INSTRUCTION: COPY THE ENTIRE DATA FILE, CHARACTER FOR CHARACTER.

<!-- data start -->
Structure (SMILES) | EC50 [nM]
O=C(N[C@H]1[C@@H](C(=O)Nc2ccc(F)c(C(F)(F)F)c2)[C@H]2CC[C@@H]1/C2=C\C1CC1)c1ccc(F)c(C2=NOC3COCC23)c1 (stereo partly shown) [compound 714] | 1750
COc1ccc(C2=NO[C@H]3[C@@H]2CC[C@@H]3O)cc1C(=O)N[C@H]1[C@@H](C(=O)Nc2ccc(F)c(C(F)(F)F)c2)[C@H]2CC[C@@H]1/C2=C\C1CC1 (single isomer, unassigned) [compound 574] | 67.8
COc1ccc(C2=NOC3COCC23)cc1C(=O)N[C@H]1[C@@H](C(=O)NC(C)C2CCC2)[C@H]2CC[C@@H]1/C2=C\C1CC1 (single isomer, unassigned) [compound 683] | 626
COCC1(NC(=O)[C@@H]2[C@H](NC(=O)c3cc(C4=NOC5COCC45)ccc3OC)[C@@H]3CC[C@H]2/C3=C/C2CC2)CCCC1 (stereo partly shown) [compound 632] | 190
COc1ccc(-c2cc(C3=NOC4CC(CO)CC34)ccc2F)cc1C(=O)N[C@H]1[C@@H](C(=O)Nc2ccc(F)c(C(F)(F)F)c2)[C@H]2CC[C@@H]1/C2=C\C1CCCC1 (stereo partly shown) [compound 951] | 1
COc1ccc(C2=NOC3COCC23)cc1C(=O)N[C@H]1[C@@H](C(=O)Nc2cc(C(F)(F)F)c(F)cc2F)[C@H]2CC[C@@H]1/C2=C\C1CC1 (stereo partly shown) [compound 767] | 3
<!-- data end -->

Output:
Structure (SMILES) | EC50 [nM]
O=C(N[C@H]1[C@@H](C(=O)Nc2ccc(F)c(C(F)(F)F)c2)[C@H]2CC[C@@H]1/C2=C\C1CC1)c1ccc(F)c(C2=NOC3COCC23)c1 (stereo partly shown) [compound 714] | 1750
COc1ccc(C2=NO[C@H]3[C@@H]2CC[C@@H]3O)cc1C(=O)N[C@H]1[C@@H](C(=O)Nc2ccc(F)c(C(F)(F)F)c2)[C@H]2CC[C@@H]1/C2=C\C1CC1 (single isomer, unassigned) [compound 574] | 67.8
COc1ccc(C2=NOC3COCC23)cc1C(=O)N[C@H]1[C@@H](C(=O)NC(C)C2CCC2)[C@H]2CC[C@@H]1/C2=C\C1CC1 (single isomer, unassigned) [compound 683] | 626
COCC1(NC(=O)[C@@H]2[C@H](NC(=O)c3cc(C4=NOC5COCC45)ccc3OC)[C@@H]3CC[C@H]2/C3=C/C2CC2)CCCC1 (stereo partly shown) [compound 632] | 190
COc1ccc(-c2cc(C3=NOC4CC(CO)CC34)ccc2F)cc1C(=O)N[C@H]1[C@@H](C(=O)Nc2ccc(F)c(C(F)(F)F)c2)[C@H]2CC[C@@H]1/C2=C\C1CCCC1 (stereo partly shown) [compound 951] | 1
COc1ccc(C2=NOC3COCC23)cc1C(=O)N[C@H]1[C@@H](C(=O)Nc2cc(C(F)(F)F)c(F)cc2F)[C@H]2CC[C@@H]1/C2=C\C1CC1 (stereo partly shown) [compound 767] | 3